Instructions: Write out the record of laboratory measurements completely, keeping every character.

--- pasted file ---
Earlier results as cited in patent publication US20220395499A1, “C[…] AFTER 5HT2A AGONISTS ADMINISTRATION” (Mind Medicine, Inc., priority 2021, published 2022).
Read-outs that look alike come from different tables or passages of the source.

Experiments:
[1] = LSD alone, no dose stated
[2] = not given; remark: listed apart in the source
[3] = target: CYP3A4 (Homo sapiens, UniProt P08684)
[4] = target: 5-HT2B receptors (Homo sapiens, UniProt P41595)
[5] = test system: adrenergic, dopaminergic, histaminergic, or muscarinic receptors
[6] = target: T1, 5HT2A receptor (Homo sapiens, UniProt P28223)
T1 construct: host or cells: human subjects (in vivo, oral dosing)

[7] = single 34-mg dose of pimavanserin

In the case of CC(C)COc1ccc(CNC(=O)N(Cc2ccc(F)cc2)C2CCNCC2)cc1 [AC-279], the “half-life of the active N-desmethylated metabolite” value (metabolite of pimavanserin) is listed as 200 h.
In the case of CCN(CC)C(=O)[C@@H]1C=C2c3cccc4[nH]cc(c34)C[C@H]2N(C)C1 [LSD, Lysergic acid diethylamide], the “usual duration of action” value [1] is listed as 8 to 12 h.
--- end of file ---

Earlier results as cited in patent publication US20220395499A1, “C[…] AFTER 5HT2A AGONISTS ADMINISTRATION” (Mind Medicine, Inc., priority 2021, published 2022).
Read-outs that look alike come from different tables or passages of the source.

Experiments:
[1] = LSD alone, no dose stated
[2] = not given; remark: listed apart in the source
[3] = target: CYP3A4 (Homo sapiens, UniProt P08684)
[4] = target: 5-HT2B receptors (Homo sapiens, UniProt P41595)
[5] = test system: adrenergic, dopaminergic, histaminergic, or muscarinic receptors
[6] = target: T1, 5HT2A receptor (Homo sapiens, UniProt P28223)
T1 construct: host or cells: human subjects (in vivo, oral dosing)

[7] = single 34-mg dose of pimavanserin

In the case of CC(C)COc1ccc(CNC(=O)N(Cc2ccc(F)cc2)C2CCNCC2)cc1 [AC-279], the “half-life of the active N-desmethylated metabolite” value (metabolite of pimavanserin) is listed as 200 h.
In the case of CCN(CC)C(=O)[C@@H]1C=C2c3cccc4[nH]cc(c34)C[C@H]2N(C)C1 [LSD, Lysergic acid diethylamide], the “usual duration of action” value [1] is listed as 8 to 12 h.